The European Union Trade Commission warned of the repercussions of the continuation of the US-European steel dispute and called for the need to find a compromise to end the confrontation between the two parties.
In 2018, former US President Donald Trump imposed tariffs of 25 per cent on steel and 10 per cent on aluminium for national security reasons, which angered European Union capitals.
Last June, the union rejected the proposed American solution to end tariffs on steel and aluminium, as the British newspaper “Financial Times” quoted informed sources stating that it believed that the American solution was likely to violate the rules of the World Trade Organization because it discriminates against local producers.
The United States and the European Union announced in October 2021 that they had agreed to cancel US duties on European steel and aluminium imports, which means the duties that the Union intended to impose on several American products will not enter into force.
These fees, approved by the administration of the former US president, damaged commercial relations between the two parties. However, the Union and the United States of America must reach a binding agreement on the “Green Steel” club by next October to protect the climate.
Valdis Dombrovskis, Commissioner for Trade in the European Union, said in statements to the “Financial Times” newspaper: that the two sides hope to end the threat of imposing new tariffs on steel imports from the European Union before an upcoming meeting with Catherine Tay, the US trade representative.
Without an agreement, the tariffs, which have been temporarily lifted, will return in December, along with punitive measures from the European Union, the newspaper said. However, the commissioner insisted that the EU would not sign any deal that violated global trade standards.
“As the European Union, we are committed to multilateralism and the rules-based global order and would like to avoid entering into agreements that violate WTO rules,” Dombrovskis said.
The two sides paused the dispute two years ago and pledged to form a sustainable steel club that would prioritize low-carbon metals, address global oversupply, and Chinese support. However, the two sides struggled to agree on this global arrangement on sustainable steel and aluminium (GSA) before the October deadline.
According to media reports, the United States has proposed allowing club members to set emissions standards and impose tariffs on those who do not meet them.
Analysts say such a proposal, which favours domestic producers, would violate WTO rules, while others argue that elements of Washington’s proposed solution could unfairly discriminate against imports from some countries.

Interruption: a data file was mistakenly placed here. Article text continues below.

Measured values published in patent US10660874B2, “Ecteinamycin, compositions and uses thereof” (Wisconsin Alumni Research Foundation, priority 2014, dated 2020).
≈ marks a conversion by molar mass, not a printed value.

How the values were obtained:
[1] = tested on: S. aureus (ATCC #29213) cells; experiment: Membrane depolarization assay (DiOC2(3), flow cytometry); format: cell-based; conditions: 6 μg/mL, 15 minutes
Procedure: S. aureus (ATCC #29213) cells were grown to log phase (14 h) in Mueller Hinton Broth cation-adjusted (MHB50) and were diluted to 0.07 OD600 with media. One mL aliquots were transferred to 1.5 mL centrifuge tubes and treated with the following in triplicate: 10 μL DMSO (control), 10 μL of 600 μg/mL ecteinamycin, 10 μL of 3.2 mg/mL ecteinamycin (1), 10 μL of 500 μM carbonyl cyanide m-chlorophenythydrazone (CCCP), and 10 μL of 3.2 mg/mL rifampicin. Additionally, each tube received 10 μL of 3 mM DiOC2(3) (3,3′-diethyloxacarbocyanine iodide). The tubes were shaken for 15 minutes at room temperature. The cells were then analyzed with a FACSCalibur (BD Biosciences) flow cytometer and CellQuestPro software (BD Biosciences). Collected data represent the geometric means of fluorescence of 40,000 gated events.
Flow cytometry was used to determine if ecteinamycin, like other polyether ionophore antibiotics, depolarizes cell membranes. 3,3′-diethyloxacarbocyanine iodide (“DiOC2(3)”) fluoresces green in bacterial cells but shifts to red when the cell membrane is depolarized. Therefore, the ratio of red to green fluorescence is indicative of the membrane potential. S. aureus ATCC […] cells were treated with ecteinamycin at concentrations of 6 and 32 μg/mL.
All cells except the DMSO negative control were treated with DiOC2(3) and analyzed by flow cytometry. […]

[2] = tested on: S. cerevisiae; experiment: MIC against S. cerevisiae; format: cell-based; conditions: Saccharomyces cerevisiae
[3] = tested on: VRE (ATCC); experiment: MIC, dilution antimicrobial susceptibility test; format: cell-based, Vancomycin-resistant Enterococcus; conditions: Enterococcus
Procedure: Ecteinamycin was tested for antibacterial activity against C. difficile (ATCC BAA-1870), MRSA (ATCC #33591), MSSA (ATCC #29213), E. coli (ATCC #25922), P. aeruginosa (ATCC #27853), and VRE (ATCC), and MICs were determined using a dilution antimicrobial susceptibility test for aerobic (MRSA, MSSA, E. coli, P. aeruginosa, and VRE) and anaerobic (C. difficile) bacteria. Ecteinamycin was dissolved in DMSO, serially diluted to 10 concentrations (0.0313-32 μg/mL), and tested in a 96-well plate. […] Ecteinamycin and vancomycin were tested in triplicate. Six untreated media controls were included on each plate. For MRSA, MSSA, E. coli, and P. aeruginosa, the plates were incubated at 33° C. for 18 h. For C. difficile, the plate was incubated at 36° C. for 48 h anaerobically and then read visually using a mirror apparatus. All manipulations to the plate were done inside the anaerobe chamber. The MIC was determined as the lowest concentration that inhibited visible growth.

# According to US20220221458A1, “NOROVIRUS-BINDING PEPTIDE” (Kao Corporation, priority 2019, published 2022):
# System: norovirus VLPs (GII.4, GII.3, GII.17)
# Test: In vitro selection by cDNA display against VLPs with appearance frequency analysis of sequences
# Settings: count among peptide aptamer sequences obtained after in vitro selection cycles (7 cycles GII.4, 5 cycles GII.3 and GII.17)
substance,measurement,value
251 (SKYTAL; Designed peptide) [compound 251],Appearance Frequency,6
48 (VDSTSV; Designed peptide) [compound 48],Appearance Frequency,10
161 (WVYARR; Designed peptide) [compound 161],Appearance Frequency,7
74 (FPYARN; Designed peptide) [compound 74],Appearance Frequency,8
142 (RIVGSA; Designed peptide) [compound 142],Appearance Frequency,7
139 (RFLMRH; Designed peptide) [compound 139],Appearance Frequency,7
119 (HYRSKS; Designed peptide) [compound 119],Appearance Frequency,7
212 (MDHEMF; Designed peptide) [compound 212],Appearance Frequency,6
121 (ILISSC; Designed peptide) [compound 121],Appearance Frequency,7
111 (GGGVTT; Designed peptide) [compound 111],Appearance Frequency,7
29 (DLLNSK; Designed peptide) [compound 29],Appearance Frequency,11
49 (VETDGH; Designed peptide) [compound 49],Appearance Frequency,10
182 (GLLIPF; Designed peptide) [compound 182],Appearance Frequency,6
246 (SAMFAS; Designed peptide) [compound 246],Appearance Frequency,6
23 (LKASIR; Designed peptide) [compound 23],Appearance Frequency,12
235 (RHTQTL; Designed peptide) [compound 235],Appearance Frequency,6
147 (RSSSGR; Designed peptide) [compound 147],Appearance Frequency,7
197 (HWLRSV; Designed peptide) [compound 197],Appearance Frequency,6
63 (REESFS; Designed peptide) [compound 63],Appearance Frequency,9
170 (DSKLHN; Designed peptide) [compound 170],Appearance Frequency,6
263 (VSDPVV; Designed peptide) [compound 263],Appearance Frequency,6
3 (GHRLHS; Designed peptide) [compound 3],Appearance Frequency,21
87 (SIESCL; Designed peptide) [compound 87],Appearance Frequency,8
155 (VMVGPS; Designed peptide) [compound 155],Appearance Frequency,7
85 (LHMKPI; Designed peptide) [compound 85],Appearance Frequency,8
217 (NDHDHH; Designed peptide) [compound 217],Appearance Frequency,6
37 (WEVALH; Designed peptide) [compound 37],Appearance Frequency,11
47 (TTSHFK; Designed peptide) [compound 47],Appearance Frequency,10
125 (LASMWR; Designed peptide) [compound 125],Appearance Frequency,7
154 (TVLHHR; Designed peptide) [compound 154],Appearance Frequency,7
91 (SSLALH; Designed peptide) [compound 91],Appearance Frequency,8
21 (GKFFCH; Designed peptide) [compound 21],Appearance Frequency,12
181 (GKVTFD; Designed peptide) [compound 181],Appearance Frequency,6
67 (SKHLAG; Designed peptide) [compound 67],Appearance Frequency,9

For its part, Brussels intends to amend a border carbon tax (CBAM), which would impose a tariff on imports according to the amount of carbon they emit. It wants this to form the basis of the club, but the United States does not have a national carbon pricing system and is unlikely to adopt it soon.
“We respect the EU’s concerns, but we continue to await a proposal from them that meets our high level of ambition and addresses our shared concerns about climate change and oversupply,” said Sam Michel, a spokesperson for the Office of the US Trade Representative.
The EU trade commissioner declined to speculate on whether he and Tay could extend the temporary moratorium on tariffs if there is no deal by next October.
Dombrovskis said he would discuss the US Inflation Reduction Act, which ties many US subsidies to domestic production and includes tax breaks for US consumers who buy electric cars with domestically manufactured batteries and in some countries have free trade agreements with the US.
The European Union believes that the support provided to companies that use components manufactured in America would add pressure on companies operating in Europe. It indicates the possibility that the law violates the rules of the World Trade Organization.
He expected to strike a deal before the expected summit between the European Union and the United States later this year. “Given the fact that we already had extensive discussions on this axis of the agreement before, we should be able to make rapid progress,” Dombrovskis said.
In a related context, he stressed the importance of transatlantic trade, describing it as “the artery of the global economy,” warning of the risk of fragmentation in global trade as some countries raise barriers to the flow of products and services.